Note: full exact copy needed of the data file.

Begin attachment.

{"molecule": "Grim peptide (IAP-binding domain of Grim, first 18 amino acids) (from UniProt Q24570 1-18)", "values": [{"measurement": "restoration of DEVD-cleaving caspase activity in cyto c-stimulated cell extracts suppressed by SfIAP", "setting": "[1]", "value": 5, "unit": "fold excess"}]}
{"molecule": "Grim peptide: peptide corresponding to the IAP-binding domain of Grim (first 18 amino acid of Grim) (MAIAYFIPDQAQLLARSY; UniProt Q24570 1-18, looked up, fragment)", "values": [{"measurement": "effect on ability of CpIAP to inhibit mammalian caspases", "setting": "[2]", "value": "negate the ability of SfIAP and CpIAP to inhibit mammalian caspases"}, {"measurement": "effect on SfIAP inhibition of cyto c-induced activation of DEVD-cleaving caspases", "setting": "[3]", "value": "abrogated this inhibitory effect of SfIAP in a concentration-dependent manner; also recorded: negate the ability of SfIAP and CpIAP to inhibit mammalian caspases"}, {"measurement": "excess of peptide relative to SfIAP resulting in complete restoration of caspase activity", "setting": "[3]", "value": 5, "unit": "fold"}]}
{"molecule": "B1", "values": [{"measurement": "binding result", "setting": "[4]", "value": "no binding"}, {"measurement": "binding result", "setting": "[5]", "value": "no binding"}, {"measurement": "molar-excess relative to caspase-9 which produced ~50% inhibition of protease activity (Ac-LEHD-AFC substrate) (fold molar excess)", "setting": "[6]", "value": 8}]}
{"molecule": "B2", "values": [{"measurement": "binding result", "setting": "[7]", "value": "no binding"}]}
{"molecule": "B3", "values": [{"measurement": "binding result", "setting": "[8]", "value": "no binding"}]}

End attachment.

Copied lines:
{"molecule": "Grim peptide (IAP-binding domain of Grim, first 18 amino acids) (from UniProt Q24570 1-18)", "values": [{"measurement": "restoration of DEVD-cleaving caspase activity in cyto c-stimulated cell extracts suppressed by SfIAP", "setting": "[1]", "value": 5, "unit": "fold excess"}]}
{"molecule": "Grim peptide: peptide corresponding to the IAP-binding domain of Grim (first 18 amino acid of Grim) (MAIAYFIPDQAQLLARSY; UniProt Q24570 1-18, looked up, fragment)", "values": [{"measurement": "effect on ability of CpIAP to inhibit mammalian caspases", "setting": "[2]", "value": "negate the ability of SfIAP and CpIAP to inhibit mammalian caspases"}, {"measurement": "effect on SfIAP inhibition of cyto c-induced activation of DEVD-cleaving caspases", "setting": "[3]", "value": "abrogated this inhibitory effect of SfIAP in a concentration-dependent manner; also recorded: negate the ability of SfIAP and CpIAP to inhibit mammalian caspases"}, {"measurement": "excess of peptide relative to SfIAP resulting in complete restoration of caspase activity", "setting": "[3]", "value": 5, "unit": "fold"}]}
{"molecule": "B1", "values": [{"measurement": "binding result", "setting": "[4]", "value": "no binding"}, {"measurement": "binding result", "setting": "[5]", "value": "no binding"}, {"measurement": "molar-excess relative to caspase-9 which produced ~50% inhibition of protease activity (Ac-LEHD-AFC substrate) (fold molar excess)", "setting": "[6]", "value": 8}]}
{"molecule": "B2", "values": [{"measurement": "binding result", "setting": "[7]", "value": "no binding"}]}
{"molecule": "B3", "values": [{"measurement": "binding result", "setting": "[8]", "value": "no binding"}]}